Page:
Former Israel prime minister Ehud Barak speaks on Gaza war: ‘We have to finish it’

By Michael Tutton, The Canadian Press

Israel must continue waging war against Hamas in the Gaza Strip until the organization’s military capacity is destroyed, one of the country’s former prime ministers said Saturday, despite the fact the mounting civilian death toll in the conflict has drawn increased criticism from world leaders.

Ehud Barak’s remarks came on the second day of the Halifax International Security Forum at an early morning “chat” with PBS correspondent Nick Schifrin.

“We have to finish it,” the Israeli former general told the 15th annual version of the three-day conference, which has attracted about 300 delegates from around the world to discuss ways to promote democracy.

“We have to complete it. It’s a compelling imperative. Israel’s government cannot survive if it cannot live up to its basic commitment to its citizens (and) if Hamas can … come back to power.”

Barak’s remarks came the day after a group of protesters chanting “free Palestine” gathered outside the hotel hosting the conference.

The latest war in the Middle East was triggered on Oct. 7 when Hamas militants stormed into Israel, killing an estimated 1,200 people and taking some 240 others back into their stronghold in the Gaza Strip as hostages.

Israel immediately declared war and has launched daily retaliatory attacks. Since the offensive in the Gaza Strip began, Palestinian health authorities say more than 11,500 Palestinians have been killed, two-thirds of them women and minors. They say another roughly 2,700 people are currently missing, possibly buried under rubble from intense shelling over the past seven weeks.

Barak, who was prime minister from 1999 to 2001, told the conference delegates he’s a fierce critic of current prime minister Benjamin Netanyahu, likening some of his cabinet members to the U.S.-based far-right group Proud Boys.

But the former military chief of staff said Israelis of all political stripes are united in their desire to complete the war and argued Israel follows rules of engagement that seek to minimize civilian deaths.

“For Israel, any target is searched, sometimes more than once, and a legal adviser and expert on international law is consulted to ensure everything is done, as far as possible, in a way to minimize the risk of killing people,” said Barak.

“People (in Gaza) are warned from Day 1 that if they are in a place where there is any activities by Hamas, whether a munitions depot, command post, training site, launching pad, they should leave this place for this is a target and we are going to hit it.”

“We are sorry for any life lost … but that’s part of war.”

Schifrin, however, said he personally witnessed the Israeli military targeting Hamas leaders during its 2014 campaign, even when they were surrounded by their families and neighbours. “The United States doesn’t have that policy and wouldn’t take that shot,” he said.

During a panel after Barak’s presentation, several participants said they understood Israel’s distress over Oct. 7, but argued the logic of the Gaza war is flawed.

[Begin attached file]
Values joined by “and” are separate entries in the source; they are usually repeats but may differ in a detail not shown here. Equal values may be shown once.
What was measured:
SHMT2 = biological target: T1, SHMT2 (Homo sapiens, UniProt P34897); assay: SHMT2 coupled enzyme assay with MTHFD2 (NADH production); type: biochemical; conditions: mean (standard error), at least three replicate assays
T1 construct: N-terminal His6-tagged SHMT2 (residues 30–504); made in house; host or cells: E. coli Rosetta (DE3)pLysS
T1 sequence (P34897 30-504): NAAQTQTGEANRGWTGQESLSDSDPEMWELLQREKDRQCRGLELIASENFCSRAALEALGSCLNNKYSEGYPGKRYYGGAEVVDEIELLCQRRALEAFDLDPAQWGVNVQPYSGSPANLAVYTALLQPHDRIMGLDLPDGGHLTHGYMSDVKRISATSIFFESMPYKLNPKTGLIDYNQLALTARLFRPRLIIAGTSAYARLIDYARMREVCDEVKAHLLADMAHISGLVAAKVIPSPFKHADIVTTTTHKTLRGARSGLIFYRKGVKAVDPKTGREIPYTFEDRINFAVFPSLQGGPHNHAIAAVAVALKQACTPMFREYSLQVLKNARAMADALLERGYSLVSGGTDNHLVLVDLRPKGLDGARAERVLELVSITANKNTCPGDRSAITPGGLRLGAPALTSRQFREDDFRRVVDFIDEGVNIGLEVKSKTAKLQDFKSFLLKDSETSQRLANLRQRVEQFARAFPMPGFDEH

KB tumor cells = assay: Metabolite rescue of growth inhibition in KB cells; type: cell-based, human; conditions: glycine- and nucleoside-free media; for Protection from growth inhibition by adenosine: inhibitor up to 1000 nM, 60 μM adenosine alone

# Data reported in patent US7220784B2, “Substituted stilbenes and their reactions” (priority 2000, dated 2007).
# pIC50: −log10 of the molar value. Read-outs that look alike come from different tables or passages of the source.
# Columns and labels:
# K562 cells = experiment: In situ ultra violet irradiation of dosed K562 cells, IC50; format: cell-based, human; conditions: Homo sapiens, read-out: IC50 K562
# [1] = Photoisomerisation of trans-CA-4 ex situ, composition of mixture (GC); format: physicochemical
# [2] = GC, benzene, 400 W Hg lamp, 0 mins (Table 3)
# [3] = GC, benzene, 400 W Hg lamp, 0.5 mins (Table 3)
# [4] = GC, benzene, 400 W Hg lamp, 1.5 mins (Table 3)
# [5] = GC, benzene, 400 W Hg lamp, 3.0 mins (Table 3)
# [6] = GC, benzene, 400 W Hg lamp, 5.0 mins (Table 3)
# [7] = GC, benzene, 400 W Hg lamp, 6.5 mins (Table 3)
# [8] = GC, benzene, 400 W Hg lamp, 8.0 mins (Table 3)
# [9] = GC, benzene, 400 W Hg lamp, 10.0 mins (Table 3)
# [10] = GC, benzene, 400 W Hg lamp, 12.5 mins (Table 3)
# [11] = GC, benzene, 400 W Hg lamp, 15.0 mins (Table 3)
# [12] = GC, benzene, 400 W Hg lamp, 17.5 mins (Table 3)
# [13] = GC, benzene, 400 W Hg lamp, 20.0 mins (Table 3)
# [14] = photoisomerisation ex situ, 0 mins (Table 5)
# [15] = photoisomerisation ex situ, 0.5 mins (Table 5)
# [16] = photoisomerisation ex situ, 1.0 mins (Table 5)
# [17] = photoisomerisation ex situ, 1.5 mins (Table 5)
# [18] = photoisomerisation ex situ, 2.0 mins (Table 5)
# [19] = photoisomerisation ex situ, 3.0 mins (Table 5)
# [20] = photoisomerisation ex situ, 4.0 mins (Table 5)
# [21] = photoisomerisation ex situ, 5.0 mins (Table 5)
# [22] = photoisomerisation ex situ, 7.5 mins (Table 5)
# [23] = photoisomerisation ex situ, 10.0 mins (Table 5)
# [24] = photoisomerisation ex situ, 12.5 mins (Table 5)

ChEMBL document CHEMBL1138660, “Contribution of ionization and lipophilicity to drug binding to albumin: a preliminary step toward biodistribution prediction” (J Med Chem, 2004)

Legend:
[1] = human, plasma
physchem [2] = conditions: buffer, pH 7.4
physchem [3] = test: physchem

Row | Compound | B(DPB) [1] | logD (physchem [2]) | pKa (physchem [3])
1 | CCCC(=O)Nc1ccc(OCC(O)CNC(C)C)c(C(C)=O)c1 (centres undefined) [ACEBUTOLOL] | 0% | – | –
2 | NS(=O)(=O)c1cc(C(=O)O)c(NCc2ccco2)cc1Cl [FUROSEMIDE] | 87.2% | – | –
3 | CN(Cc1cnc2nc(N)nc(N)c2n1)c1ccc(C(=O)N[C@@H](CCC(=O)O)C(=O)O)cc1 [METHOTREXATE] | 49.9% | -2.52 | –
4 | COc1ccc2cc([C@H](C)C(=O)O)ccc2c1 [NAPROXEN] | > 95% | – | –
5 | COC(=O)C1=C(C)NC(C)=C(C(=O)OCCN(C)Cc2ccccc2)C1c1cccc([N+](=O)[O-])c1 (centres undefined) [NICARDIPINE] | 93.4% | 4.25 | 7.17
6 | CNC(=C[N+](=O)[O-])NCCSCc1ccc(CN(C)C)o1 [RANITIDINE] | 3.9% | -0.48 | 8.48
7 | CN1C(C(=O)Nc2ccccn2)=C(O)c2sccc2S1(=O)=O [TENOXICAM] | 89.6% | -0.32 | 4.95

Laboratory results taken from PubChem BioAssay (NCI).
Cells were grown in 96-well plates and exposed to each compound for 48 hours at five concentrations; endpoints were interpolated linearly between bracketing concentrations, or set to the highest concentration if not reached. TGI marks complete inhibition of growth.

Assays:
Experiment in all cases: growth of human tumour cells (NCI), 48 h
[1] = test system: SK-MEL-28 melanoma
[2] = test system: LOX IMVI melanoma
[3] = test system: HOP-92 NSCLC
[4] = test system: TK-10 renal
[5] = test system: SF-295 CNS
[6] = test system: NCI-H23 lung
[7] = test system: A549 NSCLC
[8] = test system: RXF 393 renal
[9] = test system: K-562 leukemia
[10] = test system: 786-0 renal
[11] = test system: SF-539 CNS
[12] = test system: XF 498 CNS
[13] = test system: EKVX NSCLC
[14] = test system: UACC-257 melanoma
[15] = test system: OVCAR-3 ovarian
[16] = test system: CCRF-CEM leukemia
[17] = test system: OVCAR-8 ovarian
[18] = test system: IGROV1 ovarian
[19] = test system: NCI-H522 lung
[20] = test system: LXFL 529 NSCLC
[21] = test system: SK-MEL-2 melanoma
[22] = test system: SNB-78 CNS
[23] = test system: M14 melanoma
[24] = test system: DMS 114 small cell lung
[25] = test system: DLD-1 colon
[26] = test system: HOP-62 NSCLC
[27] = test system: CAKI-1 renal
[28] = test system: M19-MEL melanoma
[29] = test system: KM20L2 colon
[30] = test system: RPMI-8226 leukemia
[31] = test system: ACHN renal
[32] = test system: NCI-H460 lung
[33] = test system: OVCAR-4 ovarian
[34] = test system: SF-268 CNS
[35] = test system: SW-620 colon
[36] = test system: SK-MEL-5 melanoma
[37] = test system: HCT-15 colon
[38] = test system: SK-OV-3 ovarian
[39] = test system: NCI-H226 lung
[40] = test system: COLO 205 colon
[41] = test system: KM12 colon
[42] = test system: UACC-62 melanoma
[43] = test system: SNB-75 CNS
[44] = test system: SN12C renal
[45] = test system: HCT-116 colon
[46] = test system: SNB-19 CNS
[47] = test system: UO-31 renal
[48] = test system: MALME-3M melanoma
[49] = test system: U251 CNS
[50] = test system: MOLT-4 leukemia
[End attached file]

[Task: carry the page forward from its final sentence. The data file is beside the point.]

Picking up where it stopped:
Nancy Okail, president of the U.S.-based Center for International Policy, said there “has been a complete absence of a serious political path for Palestinians to live with dignity and rights.”

Mouaz Moustafa, director of the Syrian Emergency Task Force, said the creation of hundreds of thousands of refugees and civilian deaths doesn’t further the cause of democracy, whether in Gaza or elsewhere.

“One out of 57 people in Gaza have been killed or injured since Oct. 7, and we have dozens of journalists who have been killed, food and water and other necessities have not been allowed in,” said Moustafa.

“Such a campaign, where there are thousands and thousands more children being killed than Hamas fighters, is not something that makes Israel or the West safer,” he said.

In an interview later in the day with several journalists, Barak said his hope is that the Palestinian Authority, based in the West Bank, would govern Gaza after the latest war comes to an end.

“Bring back the original, internationally recognized owner … that might be the solution. Of course that’s not the current (Israeli) government’s position. I think they’re wrong and I’m right,” he said.

He also said that while the time “is not right” to pursue a two-state solution, creating a sovereign Palestinian state remains the ultimate pathway to peace. In 2000, he pursued that option during failed peace talks held at Camp David with former president Bill Clinton attempting to mediate.

Prime Minister Justin Trudeau has repeatedly called on Israel to show “maximum restraint” to protect civilian life in Gaza, and has said, “the world is witnessing this. The killing of women and children, of babies.”

Barak said he would prefer to hear Trudeau “following the tone of the first days” after the Oct. 7 Hamas incursion, when the focus was on condemning the attack and the taking of hostages.

“But we will send our fighters anyhow to destroy Hamas even if most of the leaders in the world say it’s not the right thing. We have no other way to protect our people,” he said.

This report by The Canadian Press was first published Nov. 18, 2023.

With files from The Associated Press.

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